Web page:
Carl Sederholm, associate professor in the Department of Humanities, Classics, and Comparative Literature, spoke at an International Cinema lecture on horror as a genre and its traditions.
PROVO, Utah (Oct. 28, 2014)—“International horror is growing in popularity, and it’s important to follow these trends,” said Carl Sederholm, associate professor of humanities, at an International Cinema lecture about the Hong Kong film The Eye.
In 1901, Charlotte Anne Moberly and Eleanor Jourdain toured the garden of Versailles. While walking, they came across a man who instructed them to take a less-walked path. En route, they saw people wearing clothing from 1789, including Marie Antoinette herself. The ladies presumed that it was a historical re-enactment.
“They came out the other side of the gardens and realized they might have seen real ghosts,” Sederholm said. The ladies published their accounts in 1911 in a book entitled An Adventure. “The story had an impact on a lot of people because it was two people who claimed to witness a ghost event at the same time.”
That brings up an interesting point, said Sederholm. “What do we do when people see ghosts? It’s hard to take people seriously when they claim things like this, but what happens if those experiences repeat themselves or when more than one person sees them?”
In The Eye, blind Mun has a corneal transplant and can now see, but she sees more than most people do. In the film, there’s a scene where Mun sees the things in her room shift back and forth between one reality and another. Sederholm asked, “What do we do if our reality changes? Can we trust our eyes and ears? How would you respond if your world was shifted?”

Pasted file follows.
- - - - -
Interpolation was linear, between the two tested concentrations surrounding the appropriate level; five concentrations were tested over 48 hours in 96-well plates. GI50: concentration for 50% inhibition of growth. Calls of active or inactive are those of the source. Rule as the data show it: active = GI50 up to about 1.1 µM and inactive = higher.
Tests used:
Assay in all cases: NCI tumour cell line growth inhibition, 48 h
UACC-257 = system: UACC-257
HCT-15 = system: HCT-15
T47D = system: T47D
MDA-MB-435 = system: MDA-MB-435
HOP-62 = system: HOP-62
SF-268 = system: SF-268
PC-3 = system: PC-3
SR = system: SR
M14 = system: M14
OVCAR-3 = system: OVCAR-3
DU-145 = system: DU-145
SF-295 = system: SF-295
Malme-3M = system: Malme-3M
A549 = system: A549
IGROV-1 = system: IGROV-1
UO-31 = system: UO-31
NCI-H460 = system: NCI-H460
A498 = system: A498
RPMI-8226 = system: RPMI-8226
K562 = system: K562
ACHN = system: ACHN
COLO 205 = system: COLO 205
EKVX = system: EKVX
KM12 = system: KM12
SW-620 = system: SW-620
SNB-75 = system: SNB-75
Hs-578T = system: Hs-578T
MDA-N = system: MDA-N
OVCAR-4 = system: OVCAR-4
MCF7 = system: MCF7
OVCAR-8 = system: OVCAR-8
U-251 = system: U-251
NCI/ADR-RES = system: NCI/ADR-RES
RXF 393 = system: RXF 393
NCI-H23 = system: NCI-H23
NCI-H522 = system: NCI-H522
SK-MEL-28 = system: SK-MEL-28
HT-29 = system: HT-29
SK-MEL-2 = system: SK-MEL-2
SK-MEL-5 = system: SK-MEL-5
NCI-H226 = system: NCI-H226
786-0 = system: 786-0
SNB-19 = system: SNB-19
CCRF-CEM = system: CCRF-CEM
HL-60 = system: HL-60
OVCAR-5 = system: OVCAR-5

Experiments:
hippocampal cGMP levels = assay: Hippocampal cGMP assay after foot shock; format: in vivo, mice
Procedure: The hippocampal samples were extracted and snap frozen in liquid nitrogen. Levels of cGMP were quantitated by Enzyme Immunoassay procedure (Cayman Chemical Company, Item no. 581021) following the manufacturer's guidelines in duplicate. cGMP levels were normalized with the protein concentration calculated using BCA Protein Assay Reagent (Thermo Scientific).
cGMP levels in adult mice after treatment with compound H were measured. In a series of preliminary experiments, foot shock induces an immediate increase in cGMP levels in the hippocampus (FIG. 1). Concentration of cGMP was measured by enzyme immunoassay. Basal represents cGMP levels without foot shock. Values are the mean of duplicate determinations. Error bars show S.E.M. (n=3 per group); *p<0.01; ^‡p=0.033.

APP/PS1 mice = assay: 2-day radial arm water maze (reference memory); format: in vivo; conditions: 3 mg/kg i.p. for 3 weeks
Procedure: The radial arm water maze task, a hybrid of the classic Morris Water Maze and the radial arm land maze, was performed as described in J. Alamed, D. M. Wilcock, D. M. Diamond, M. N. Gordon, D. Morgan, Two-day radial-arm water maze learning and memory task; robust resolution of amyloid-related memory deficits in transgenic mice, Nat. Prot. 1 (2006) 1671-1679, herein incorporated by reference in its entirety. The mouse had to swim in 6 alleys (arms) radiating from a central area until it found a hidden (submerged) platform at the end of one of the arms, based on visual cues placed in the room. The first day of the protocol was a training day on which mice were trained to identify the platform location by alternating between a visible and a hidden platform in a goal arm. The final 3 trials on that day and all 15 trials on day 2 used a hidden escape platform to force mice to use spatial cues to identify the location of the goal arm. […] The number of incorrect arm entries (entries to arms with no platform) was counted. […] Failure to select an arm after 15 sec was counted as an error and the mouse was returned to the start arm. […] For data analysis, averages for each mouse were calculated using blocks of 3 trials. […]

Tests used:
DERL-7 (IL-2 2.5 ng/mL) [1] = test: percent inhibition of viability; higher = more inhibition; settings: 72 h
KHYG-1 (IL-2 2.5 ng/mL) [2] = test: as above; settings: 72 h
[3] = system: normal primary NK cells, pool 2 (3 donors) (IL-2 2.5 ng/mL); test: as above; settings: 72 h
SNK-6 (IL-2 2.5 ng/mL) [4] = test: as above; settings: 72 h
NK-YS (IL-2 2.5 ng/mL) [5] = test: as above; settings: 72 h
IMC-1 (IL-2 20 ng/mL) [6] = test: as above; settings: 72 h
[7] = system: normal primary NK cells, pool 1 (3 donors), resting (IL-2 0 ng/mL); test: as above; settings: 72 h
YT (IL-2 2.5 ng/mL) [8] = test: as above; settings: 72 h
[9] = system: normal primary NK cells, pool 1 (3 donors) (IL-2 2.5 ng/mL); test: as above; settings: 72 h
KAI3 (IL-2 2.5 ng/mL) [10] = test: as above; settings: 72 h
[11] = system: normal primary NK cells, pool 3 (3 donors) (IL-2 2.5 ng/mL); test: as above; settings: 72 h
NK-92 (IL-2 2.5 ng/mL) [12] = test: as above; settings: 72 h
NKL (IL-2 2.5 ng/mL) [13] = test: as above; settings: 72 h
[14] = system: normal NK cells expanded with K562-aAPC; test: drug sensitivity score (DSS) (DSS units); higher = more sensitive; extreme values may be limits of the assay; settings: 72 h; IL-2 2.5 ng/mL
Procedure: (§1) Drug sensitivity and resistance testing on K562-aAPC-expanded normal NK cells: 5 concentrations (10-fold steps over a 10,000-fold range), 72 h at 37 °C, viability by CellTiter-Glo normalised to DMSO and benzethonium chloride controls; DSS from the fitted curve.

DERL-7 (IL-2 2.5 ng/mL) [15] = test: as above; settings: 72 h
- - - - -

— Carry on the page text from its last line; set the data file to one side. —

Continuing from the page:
The Eye makes viewers think about what it would be like to see a phenomenon that you don’t understand while you’re processing the world for the first time.
Sederholm explained the value of movies like The Eye. “When I talk about horror, people bristle. But it’s not so simple. It’s like science fiction or western. As a genre it asks questions, such as to what extent are our fears cultural?” he said. “They do certain cultural work. Horror asks very interesting questions about ourselves and what scares us.”
He gave the example of September 11, 2001. After the attacks on the U.S., movies reflected the fear Americans felt. Home invasion movies and movies that reflected on enemy attacks without a clear motive became more popular, said Sederholm.
According to Sederholm, understanding the tradition and history of horror movies leads to a better understanding of different cultures and what they value and fear.
For more information on International Cinema’s showings and lectures, visit their website.
—Stephanie Bahr Bentley